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Ethics bills get hearings in Mo. House committee

Marshall Griffin, St. Louis Public Radio
Members of the Mo. House Special Standing Committee on Govt. Accountability and Ethics Reform conduct a public hearing on an ethics bill.

By Marshall Griffin, St. Louis Public Radio

Jefferson City, Mo. – Two ethics reform bills received hearings today in a Missouri House committee.

The bill that appears to have the better chance of passing is one that would eliminate many of the perks enjoyed by lawmakers, such as free meals during committee meetings provided by lobbyists.

It's sponsored by House Majority Floor Leader Steven Tilley (R, Perryville), who admits to having partaken of free meals up until a few months ago.

"I made a mistake accepting them...whenever I first came to the General Assembly, I can remember members just saying, 'Hey, this is the way it is...you don't have to pay for food here.' And you know, you're new to a situation, you come in, and you say, 'Okay, I guess everybody's doing it.' But once you take a step back and you start talking to people back home, it's not acceptable," Tilley said.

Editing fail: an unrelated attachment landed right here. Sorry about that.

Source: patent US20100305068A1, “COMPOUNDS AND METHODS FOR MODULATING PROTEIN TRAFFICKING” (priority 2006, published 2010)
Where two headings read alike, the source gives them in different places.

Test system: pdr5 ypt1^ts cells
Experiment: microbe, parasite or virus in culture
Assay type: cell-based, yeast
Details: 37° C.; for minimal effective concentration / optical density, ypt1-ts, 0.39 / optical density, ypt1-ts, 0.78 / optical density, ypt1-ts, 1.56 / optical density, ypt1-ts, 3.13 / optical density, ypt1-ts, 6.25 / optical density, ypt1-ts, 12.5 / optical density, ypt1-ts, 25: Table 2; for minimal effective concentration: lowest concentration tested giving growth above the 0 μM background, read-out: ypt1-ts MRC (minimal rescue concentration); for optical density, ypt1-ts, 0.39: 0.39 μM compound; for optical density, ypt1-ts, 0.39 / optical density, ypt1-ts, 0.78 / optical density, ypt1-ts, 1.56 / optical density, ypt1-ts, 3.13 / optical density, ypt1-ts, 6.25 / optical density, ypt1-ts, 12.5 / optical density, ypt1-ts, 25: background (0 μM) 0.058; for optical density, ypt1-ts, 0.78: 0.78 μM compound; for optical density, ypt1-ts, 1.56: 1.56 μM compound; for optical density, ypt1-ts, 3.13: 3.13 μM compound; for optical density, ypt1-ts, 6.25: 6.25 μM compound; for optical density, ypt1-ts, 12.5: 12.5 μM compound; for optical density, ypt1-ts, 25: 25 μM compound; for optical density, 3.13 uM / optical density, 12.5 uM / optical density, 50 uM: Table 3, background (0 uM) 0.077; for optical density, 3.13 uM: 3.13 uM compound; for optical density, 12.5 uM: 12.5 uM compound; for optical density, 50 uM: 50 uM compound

The other bill heard in committee would restore campaign contribution limits.

Limits on donations candidates could receive from a single donor were done away with in 2008 by GOP lawmakers and former Governor Matt Blunt.

The bill's sponsor, House Minority Floor Leader Paul LeVota (D, Independence), says true ethics reform must include caps on how much money politicians can take in.

"It's what the people of Missouri want us to do, stop (much) of the excess that we see in donations, and really get rid of that perception that people are getting campaign donations based on the way they move legislation," LeVota said.

The Republican majorities in the Missouri House and Senate, though, oppose bringing back campaign contribution limits.

The hearings were conducted by a new Missouri House committee created specifically to handle ethics issues.


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